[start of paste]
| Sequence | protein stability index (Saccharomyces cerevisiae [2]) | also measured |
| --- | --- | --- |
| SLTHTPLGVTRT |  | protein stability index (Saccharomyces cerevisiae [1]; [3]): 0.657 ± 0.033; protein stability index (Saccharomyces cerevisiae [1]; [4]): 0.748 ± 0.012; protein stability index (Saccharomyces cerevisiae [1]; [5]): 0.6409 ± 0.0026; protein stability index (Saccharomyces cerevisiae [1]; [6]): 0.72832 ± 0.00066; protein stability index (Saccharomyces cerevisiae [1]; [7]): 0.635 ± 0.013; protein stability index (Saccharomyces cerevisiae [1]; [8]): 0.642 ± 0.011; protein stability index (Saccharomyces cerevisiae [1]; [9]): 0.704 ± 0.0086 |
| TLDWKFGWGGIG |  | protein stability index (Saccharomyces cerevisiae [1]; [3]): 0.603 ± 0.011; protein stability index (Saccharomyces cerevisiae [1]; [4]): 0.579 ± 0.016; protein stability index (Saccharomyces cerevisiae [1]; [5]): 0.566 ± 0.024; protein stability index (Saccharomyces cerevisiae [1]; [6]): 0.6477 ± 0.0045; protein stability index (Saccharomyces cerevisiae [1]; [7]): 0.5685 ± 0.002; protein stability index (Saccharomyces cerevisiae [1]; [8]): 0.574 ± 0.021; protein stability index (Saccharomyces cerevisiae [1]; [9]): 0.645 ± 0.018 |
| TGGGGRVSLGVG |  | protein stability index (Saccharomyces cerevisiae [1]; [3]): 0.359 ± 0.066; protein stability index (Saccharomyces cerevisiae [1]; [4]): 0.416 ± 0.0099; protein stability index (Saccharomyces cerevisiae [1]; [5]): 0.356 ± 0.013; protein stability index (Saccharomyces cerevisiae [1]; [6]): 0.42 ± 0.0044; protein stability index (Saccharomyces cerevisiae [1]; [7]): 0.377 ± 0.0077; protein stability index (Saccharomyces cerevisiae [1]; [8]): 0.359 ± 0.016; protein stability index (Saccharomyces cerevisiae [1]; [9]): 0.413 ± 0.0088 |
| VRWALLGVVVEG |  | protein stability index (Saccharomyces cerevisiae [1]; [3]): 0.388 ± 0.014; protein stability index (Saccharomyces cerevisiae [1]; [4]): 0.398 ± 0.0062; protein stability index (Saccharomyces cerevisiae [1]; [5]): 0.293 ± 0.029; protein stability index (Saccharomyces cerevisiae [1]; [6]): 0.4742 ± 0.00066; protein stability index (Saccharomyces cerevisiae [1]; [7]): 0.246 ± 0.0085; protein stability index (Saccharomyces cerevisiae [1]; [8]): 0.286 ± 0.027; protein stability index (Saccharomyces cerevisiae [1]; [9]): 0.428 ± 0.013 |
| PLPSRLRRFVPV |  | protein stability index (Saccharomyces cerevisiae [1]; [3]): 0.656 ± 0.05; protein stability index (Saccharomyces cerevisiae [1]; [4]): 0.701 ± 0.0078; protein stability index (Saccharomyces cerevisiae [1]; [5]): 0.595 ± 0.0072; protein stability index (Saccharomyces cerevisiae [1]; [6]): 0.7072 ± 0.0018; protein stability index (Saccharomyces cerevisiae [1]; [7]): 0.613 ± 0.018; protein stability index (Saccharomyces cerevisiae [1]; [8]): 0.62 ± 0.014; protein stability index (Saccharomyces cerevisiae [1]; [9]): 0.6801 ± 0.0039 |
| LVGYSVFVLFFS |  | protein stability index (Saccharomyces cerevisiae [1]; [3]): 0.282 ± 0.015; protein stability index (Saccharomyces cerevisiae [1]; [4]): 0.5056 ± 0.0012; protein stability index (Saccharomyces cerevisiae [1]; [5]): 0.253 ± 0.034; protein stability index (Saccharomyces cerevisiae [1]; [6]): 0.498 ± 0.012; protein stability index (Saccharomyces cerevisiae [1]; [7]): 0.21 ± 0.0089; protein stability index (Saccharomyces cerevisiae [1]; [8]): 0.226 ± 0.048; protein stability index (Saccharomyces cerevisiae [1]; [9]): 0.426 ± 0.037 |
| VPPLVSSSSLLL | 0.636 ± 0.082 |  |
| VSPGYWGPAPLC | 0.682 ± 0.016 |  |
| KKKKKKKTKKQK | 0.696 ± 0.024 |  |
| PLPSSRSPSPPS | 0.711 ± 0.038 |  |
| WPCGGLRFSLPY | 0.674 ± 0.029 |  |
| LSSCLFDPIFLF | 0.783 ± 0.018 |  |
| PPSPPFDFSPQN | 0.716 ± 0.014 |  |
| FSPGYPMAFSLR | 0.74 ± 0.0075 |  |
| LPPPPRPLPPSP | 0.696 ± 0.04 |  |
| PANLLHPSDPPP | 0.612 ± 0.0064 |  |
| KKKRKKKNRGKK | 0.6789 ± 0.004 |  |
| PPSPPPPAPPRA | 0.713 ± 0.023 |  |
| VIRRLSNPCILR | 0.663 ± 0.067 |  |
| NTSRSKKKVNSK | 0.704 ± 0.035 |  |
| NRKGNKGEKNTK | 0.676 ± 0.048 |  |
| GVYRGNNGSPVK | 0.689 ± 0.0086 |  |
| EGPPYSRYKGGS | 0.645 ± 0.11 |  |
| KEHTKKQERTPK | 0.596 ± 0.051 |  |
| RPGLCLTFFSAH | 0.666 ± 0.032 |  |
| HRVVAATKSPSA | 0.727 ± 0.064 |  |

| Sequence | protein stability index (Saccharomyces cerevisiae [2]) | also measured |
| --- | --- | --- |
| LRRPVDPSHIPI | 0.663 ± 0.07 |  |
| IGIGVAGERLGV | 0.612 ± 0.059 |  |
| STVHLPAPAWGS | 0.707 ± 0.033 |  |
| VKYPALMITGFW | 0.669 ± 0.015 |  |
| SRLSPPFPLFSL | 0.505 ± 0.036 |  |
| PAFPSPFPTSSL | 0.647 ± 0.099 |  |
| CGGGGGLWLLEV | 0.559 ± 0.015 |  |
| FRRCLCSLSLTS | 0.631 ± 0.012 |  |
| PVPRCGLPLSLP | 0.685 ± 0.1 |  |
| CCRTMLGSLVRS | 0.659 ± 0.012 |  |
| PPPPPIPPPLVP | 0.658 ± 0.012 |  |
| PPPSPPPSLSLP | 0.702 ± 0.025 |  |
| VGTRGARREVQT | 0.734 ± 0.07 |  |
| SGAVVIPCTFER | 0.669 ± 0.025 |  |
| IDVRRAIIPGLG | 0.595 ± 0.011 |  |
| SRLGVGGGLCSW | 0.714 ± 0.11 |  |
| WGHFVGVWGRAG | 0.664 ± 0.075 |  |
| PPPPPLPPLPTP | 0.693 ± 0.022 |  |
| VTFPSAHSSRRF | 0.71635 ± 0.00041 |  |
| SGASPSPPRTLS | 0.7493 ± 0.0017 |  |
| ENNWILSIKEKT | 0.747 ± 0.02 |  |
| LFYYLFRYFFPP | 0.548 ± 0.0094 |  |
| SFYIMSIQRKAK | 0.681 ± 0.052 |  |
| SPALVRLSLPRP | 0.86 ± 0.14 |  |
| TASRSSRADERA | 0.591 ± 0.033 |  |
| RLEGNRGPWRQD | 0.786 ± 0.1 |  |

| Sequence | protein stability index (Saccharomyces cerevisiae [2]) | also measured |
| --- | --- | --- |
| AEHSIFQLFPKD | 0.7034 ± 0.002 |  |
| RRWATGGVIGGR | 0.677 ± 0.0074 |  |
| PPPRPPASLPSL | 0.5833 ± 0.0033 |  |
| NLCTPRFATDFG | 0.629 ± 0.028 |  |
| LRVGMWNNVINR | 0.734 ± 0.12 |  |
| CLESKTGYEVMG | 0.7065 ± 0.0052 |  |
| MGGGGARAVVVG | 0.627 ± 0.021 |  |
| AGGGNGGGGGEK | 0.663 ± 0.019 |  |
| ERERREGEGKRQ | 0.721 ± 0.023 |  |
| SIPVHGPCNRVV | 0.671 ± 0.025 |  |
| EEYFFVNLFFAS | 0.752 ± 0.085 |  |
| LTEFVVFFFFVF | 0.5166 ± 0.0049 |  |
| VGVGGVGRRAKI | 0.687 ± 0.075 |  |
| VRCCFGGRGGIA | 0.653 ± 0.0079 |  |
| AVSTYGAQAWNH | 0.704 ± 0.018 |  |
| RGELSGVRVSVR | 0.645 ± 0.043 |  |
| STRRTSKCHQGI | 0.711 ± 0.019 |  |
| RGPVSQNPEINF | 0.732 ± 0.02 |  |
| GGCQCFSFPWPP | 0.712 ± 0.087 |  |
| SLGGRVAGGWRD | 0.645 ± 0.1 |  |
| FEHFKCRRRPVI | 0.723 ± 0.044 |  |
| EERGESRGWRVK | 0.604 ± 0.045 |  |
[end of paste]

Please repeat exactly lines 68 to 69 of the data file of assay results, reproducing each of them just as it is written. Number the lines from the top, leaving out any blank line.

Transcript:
| SIPVHGPCNRVV | 0.671 ± 0.025 |  |
| EEYFFVNLFFAS | 0.752 ± 0.085 |  |